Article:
Philadelphia's Lost Waterfront

    Harry profpic 200x200
    25 Jan 2016
    Clock 40min      Length2mi
    8 ratings

    Chief Tamanend Statue and London Coffee House

    Pay wave

    Stop here for a second and look down to the intersection below. On the far corner, where the large brick building is now, is the former site of the London Coffee House. This place was a convenient stop for stagecoaches arriving from the north and south.

    It became the most popular place in Philadelphia for both local and visiting members of the business and maritime communities to conduct business and discuss politics. Owners of recently-arrived schooners advertised their goods, investors bought and sold real estate, fishermen boasted about their latest catch, and public auctioneers sold a variety of merchandise—as well as slaves. Revolutionary War pamphleteer Thomas Paine, called the Spokesman of the American Revolution, boarded at a house next door and was offended by the view of slave auctions from his window.

    In 1883, the London Coffee House gave way to the five-story edifice that still stands at the intersection. The entire building has been vacant for some thirty years, having last been a bar and grill.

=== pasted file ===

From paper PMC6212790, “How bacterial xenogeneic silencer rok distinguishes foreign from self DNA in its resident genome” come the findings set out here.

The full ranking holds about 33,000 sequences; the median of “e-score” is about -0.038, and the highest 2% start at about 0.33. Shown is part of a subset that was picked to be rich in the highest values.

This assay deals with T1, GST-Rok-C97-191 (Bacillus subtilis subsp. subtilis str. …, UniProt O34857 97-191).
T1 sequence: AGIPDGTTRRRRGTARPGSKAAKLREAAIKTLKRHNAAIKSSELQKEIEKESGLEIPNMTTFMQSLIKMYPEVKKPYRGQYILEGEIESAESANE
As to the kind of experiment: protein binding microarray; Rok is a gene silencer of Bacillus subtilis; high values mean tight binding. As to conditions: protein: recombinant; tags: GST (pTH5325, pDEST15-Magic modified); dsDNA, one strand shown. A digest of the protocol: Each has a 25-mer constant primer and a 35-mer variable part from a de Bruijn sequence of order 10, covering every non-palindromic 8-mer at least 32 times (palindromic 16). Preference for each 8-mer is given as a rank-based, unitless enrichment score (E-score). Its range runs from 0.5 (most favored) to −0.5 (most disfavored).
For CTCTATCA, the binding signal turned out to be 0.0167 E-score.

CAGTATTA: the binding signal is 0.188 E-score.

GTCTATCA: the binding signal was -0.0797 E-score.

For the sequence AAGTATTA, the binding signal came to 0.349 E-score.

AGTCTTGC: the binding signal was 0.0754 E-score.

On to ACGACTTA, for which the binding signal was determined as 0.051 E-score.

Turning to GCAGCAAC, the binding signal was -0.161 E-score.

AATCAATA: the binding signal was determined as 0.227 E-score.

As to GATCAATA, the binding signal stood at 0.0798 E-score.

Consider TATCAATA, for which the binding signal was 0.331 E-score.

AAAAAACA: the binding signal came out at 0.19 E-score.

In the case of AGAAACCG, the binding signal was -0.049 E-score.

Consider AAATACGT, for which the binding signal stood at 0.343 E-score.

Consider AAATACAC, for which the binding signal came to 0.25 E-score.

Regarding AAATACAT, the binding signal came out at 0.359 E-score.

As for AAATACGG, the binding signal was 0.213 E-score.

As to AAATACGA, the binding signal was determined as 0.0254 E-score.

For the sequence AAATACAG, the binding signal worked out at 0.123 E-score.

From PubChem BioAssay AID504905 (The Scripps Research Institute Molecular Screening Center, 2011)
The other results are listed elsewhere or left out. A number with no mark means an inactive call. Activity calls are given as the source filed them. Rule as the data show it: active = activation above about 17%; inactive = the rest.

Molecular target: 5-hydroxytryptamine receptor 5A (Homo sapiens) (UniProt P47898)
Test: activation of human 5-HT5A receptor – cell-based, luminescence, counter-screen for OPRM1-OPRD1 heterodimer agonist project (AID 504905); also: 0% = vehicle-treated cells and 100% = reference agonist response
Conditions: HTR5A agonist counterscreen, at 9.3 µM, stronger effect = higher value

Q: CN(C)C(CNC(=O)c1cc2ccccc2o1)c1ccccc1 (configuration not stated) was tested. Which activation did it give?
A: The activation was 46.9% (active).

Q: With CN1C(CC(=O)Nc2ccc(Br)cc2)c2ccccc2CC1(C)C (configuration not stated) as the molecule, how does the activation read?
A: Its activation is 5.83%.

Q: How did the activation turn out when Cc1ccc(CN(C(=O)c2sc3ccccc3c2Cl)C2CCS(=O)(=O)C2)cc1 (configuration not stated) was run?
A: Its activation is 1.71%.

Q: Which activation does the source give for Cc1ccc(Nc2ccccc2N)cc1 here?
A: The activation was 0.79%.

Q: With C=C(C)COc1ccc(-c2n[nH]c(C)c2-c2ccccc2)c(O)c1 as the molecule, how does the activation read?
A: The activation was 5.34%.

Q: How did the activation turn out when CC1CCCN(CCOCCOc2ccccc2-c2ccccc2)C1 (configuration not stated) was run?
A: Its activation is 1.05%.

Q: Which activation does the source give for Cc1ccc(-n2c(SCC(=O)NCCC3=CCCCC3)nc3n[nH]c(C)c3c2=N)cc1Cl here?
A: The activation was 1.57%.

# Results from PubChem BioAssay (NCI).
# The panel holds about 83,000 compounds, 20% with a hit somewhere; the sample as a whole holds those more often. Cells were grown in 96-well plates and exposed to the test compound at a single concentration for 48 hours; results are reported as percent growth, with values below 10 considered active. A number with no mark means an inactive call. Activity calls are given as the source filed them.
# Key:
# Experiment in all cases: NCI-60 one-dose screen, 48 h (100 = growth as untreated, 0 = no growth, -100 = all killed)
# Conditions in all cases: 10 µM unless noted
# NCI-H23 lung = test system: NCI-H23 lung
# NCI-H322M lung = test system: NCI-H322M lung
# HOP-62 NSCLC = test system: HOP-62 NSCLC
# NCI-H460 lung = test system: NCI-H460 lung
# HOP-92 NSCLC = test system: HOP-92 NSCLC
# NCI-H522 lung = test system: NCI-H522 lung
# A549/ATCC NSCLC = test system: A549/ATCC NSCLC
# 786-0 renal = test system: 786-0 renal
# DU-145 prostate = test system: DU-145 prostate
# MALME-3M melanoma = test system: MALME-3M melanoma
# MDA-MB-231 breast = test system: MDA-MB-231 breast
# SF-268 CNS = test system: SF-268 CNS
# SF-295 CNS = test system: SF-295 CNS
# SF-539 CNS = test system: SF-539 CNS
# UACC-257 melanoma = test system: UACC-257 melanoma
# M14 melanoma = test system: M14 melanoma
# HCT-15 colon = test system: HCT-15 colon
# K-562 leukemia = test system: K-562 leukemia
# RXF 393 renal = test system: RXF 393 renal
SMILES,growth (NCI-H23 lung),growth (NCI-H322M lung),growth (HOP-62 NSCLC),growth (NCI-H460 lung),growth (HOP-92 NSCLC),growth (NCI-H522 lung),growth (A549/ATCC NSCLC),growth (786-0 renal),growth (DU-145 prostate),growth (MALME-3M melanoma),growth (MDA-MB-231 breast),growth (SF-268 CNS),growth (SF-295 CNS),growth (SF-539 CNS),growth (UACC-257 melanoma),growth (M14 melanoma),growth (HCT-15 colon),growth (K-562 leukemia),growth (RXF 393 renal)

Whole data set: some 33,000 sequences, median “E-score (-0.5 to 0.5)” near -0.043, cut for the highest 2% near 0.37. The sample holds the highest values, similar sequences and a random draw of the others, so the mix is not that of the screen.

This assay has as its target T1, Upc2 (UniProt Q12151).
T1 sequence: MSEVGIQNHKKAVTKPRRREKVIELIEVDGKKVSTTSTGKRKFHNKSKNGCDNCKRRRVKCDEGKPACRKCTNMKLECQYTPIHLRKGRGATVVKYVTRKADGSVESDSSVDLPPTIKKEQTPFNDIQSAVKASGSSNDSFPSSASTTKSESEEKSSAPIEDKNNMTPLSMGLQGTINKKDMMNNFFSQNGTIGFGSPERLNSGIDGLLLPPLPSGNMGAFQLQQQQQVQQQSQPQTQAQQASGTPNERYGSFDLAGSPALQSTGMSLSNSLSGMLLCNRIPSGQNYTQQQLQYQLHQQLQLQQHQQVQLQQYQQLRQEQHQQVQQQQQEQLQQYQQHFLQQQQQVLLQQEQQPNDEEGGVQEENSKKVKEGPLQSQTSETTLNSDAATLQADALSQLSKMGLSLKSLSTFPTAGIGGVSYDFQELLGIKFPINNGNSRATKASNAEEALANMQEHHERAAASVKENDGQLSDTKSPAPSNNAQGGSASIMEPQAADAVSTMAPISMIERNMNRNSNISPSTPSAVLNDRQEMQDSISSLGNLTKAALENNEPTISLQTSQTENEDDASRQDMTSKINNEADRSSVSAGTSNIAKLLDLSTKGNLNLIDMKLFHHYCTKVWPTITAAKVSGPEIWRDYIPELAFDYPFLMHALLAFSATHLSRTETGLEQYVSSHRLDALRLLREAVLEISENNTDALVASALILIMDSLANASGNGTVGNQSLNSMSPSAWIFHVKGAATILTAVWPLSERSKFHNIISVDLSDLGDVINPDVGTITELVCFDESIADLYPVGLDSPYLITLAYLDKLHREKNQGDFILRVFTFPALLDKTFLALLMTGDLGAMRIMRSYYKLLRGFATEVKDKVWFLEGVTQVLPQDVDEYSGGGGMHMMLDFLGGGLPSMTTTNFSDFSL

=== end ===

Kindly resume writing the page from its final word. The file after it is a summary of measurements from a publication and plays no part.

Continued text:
Now look below at the huge statue of Chief Tamanend at the foot of the street parallel to the viaduct. He was the principal Lenni-Lenape leader who welcomed William Penn upon his arrival to this region in 1682. Tamanend partnered with Penn to bring about the bold accord in which Quaker settlers and local Native Americans would live together in peace. The chief consequently became a folk hero identified throughout the colonies as the "patron saint of America."

    The statue's eagle is grasping a wampum belt symbolizing the world-renowned "Treaty of Amity and Friendship" between William Penn and Tamanend and his native colleagues. The belt reads what Chief Tamanend reportedly announced during the 1683 treaty summit: that the Lenni-Lenape and the English colonists would [quote] "live in peace as long as the waters run in the rivers and creeks and as long as the stars and moon endure."

    Now, cross to the left hand side of the viaduct, and keep going. Be careful of buses and other traffic.

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